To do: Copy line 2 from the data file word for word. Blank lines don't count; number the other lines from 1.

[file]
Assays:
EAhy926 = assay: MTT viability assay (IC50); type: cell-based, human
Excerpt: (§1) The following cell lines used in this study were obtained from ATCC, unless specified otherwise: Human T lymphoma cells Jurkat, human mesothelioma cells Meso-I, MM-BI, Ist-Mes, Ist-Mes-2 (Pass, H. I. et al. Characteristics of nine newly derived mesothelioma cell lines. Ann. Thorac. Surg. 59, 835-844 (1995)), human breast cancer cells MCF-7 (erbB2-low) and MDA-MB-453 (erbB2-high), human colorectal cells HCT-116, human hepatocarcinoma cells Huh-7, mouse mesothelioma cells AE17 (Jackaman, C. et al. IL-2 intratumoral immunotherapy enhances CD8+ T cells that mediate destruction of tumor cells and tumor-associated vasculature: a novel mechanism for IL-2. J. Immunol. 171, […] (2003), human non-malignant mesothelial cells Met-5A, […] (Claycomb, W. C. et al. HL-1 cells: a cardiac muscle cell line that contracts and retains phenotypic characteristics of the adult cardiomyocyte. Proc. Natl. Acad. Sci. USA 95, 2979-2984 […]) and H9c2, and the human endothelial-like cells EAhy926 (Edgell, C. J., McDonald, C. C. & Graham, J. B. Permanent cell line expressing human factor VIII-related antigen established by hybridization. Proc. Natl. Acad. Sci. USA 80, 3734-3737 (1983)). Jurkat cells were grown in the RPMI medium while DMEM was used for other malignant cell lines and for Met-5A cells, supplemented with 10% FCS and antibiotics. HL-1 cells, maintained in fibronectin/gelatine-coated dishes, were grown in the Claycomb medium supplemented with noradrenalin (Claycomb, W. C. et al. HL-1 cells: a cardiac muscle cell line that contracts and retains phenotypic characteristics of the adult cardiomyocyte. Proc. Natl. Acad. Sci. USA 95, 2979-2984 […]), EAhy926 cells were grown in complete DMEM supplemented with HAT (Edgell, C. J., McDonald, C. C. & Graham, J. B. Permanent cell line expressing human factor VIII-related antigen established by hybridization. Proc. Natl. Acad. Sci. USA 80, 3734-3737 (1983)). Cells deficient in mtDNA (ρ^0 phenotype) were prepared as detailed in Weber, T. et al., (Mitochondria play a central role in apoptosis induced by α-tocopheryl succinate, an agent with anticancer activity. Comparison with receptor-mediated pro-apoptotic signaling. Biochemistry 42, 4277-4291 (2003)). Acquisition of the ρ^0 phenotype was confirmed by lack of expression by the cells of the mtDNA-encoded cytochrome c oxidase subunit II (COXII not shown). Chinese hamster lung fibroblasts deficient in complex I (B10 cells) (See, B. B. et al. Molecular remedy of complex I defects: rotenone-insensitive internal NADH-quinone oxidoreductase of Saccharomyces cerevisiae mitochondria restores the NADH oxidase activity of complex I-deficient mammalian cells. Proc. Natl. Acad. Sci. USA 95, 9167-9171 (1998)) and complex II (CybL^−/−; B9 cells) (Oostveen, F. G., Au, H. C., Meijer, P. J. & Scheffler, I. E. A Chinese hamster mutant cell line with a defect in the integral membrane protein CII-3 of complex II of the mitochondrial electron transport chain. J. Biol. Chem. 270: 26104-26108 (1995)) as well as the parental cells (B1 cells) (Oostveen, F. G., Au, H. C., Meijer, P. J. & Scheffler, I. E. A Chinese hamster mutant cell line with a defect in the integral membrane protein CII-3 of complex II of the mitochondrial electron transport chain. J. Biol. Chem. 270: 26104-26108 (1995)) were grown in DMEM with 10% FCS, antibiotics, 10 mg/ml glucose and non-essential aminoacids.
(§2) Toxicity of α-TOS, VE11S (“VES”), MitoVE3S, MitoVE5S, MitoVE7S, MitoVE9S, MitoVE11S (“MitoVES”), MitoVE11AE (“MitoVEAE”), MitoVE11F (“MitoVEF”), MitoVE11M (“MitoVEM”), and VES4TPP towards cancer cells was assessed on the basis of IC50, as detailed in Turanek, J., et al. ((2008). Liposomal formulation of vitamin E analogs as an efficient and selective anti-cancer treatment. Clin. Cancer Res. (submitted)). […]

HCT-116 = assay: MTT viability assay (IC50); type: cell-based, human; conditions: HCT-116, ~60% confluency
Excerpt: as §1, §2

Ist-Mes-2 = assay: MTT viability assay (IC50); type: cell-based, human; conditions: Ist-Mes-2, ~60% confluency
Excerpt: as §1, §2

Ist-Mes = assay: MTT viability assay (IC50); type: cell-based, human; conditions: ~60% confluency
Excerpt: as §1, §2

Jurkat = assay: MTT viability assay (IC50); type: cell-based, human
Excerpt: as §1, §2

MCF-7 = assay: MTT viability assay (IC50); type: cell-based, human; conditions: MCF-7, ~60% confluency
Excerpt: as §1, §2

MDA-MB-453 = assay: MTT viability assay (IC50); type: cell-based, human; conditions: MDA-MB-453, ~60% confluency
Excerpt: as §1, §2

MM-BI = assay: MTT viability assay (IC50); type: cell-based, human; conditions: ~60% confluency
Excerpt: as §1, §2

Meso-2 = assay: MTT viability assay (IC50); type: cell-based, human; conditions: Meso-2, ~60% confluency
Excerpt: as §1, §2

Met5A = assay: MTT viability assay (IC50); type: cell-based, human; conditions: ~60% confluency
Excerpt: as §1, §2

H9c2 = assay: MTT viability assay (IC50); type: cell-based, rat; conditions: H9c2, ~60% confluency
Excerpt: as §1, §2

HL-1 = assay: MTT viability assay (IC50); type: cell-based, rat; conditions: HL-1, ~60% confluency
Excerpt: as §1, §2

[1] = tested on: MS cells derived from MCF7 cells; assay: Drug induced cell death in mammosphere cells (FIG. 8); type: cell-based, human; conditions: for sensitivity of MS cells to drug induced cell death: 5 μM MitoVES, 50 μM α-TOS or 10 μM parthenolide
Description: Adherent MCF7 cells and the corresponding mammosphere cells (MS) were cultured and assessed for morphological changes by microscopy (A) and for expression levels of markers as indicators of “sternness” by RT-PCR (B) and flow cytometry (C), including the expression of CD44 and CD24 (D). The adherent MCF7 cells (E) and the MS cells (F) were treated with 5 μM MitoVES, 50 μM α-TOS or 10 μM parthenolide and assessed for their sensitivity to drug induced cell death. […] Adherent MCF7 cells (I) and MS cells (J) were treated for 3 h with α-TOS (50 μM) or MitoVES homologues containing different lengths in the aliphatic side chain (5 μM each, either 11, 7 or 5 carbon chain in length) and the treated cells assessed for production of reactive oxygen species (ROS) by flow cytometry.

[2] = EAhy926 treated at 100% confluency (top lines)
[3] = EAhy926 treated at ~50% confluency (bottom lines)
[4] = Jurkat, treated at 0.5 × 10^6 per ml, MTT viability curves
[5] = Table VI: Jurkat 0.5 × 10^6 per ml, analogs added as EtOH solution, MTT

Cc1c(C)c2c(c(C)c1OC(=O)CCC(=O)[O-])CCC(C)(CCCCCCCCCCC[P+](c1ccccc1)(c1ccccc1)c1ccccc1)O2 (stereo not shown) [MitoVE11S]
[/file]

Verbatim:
EAhy926 = assay: MTT viability assay (IC50); type: cell-based, human